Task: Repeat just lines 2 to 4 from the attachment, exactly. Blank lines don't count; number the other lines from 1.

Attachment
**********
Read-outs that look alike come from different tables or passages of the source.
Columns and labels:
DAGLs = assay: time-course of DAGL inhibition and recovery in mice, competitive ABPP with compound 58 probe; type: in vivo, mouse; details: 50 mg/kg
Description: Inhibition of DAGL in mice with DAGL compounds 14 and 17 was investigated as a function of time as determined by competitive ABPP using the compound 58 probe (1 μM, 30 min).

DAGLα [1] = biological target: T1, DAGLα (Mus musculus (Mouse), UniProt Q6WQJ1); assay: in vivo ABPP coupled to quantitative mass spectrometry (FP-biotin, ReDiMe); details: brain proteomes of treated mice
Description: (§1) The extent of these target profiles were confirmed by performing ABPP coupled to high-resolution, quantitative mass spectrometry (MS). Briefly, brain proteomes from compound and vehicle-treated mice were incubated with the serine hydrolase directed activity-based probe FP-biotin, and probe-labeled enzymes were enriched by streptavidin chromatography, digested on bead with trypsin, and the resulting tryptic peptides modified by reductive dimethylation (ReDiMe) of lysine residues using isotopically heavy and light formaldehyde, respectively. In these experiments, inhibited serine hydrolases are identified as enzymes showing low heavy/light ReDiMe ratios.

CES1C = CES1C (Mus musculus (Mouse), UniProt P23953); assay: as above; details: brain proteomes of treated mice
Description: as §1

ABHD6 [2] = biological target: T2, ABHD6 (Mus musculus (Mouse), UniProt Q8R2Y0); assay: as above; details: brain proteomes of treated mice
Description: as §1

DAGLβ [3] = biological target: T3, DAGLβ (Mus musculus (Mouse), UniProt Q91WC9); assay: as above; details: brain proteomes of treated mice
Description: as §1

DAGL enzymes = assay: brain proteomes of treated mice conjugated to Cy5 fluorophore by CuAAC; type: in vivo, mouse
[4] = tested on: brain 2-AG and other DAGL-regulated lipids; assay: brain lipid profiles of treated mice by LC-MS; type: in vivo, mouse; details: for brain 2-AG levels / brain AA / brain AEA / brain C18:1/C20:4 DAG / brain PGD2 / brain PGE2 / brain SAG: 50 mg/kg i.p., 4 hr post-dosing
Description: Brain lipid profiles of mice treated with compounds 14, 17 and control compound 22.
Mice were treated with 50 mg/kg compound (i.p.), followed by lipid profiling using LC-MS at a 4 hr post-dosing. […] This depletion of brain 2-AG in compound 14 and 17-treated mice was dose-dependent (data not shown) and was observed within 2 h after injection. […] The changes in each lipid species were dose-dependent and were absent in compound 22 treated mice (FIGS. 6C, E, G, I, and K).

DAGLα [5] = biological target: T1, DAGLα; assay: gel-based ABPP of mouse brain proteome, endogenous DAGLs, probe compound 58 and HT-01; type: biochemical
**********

Columns and labels:
DAGLs = assay: time-course of DAGL inhibition and recovery in mice, competitive ABPP with compound 58 probe; type: in vivo, mouse; details: 50 mg/kg
Description: Inhibition of DAGL in mice with DAGL compounds 14 and 17 was investigated as a function of time as determined by competitive ABPP using the compound 58 probe (1 μM, 30 min).